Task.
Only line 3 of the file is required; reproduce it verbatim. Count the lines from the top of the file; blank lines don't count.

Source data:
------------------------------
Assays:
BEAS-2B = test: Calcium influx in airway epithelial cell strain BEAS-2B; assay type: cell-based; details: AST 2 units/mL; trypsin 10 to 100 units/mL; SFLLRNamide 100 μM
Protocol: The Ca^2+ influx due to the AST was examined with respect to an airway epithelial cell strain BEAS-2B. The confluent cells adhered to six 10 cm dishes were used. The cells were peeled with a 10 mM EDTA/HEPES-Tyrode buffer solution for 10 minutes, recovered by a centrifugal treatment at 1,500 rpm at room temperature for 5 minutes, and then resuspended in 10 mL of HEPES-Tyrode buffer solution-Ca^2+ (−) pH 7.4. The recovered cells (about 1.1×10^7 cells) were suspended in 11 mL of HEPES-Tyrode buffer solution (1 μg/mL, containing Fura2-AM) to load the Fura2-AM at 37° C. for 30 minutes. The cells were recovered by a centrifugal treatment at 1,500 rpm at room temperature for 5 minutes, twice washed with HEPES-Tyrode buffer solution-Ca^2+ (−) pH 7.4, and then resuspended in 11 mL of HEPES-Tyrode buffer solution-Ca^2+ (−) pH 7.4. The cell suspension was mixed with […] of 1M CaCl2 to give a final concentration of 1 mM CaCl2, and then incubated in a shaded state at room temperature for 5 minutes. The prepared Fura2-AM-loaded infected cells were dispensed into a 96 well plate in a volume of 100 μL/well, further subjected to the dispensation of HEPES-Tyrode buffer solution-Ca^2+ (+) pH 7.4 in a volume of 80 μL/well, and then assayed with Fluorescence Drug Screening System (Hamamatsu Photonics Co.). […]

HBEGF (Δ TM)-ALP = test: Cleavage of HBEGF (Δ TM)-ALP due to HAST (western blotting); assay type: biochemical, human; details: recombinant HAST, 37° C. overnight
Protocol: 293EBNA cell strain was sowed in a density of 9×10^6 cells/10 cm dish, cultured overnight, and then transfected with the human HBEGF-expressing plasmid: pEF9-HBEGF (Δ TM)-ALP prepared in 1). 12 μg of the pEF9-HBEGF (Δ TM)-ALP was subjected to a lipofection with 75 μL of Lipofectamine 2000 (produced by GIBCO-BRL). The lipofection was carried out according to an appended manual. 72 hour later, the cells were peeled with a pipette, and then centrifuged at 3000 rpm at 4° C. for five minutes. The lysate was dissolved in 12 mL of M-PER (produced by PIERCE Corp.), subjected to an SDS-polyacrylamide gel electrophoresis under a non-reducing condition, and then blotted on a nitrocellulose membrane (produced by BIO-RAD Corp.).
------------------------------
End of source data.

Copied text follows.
Protocol: The Ca^2+ influx due to the AST was examined with respect to an airway epithelial cell strain BEAS-2B. The confluent cells adhered to six 10 cm dishes were used. The cells were peeled with a 10 mM EDTA/HEPES-Tyrode buffer solution for 10 minutes, recovered by a centrifugal treatment at 1,500 rpm at room temperature for 5 minutes, and then resuspended in 10 mL of HEPES-Tyrode buffer solution-Ca^2+ (−) pH 7.4. The recovered cells (about 1.1×10^7 cells) were suspended in 11 mL of HEPES-Tyrode buffer solution (1 μg/mL, containing Fura2-AM) to load the Fura2-AM at 37° C. for 30 minutes. The cells were recovered by a centrifugal treatment at 1,500 rpm at room temperature for 5 minutes, twice washed with HEPES-Tyrode buffer solution-Ca^2+ (−) pH 7.4, and then resuspended in 11 mL of HEPES-Tyrode buffer solution-Ca^2+ (−) pH 7.4. The cell suspension was mixed with […] of 1M CaCl2 to give a final concentration of 1 mM CaCl2, and then incubated in a shaded state at room temperature for 5 minutes. The prepared Fura2-AM-loaded infected cells were dispensed into a 96 well plate in a volume of 100 μL/well, further subjected to the dispensation of HEPES-Tyrode buffer solution-Ca^2+ (+) pH 7.4 in a volume of 80 μL/well, and then assayed with Fluorescence Drug Screening System (Hamamatsu Photonics Co.). […]